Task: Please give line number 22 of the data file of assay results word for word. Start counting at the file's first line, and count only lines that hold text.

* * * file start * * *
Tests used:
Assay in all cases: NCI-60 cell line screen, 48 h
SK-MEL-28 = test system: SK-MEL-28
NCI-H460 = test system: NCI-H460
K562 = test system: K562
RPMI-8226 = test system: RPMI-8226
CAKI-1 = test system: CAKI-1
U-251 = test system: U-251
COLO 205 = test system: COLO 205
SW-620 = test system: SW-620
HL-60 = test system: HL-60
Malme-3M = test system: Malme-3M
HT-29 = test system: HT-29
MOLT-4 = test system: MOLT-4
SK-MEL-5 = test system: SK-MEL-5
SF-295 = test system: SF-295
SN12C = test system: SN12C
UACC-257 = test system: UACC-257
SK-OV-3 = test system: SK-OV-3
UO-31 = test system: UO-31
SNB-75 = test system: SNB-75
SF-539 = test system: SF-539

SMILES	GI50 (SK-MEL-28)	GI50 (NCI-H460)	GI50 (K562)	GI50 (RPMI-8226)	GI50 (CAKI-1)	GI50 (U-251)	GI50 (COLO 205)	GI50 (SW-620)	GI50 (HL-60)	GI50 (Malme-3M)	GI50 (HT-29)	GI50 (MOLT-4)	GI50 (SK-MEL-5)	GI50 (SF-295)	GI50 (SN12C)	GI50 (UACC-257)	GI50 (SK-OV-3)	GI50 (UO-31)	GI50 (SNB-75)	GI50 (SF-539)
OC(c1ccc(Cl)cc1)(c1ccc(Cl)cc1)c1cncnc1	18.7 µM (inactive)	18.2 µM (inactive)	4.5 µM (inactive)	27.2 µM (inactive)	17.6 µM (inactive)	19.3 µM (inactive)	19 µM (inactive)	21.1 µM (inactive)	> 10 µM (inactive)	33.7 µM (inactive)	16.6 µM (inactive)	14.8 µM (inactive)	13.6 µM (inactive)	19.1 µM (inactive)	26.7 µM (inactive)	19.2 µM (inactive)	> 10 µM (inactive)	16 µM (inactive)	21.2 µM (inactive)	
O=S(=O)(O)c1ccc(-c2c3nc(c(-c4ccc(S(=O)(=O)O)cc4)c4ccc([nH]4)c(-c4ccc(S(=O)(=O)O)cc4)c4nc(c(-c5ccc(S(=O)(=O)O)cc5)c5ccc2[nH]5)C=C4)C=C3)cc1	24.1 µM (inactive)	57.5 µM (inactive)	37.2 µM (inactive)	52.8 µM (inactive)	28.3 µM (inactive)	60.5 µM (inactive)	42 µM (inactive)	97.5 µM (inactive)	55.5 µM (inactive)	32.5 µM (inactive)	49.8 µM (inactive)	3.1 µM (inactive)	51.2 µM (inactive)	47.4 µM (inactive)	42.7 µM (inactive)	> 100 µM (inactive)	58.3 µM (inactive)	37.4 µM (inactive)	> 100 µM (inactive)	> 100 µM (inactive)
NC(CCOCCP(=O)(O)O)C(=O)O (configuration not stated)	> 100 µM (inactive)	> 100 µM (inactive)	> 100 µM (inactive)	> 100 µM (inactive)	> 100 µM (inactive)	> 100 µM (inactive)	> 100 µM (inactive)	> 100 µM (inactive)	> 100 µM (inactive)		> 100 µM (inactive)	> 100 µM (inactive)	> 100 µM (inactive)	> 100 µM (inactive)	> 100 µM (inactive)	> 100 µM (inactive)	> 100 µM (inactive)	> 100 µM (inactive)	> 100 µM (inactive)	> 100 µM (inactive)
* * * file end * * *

SF-539 = test system: SF-539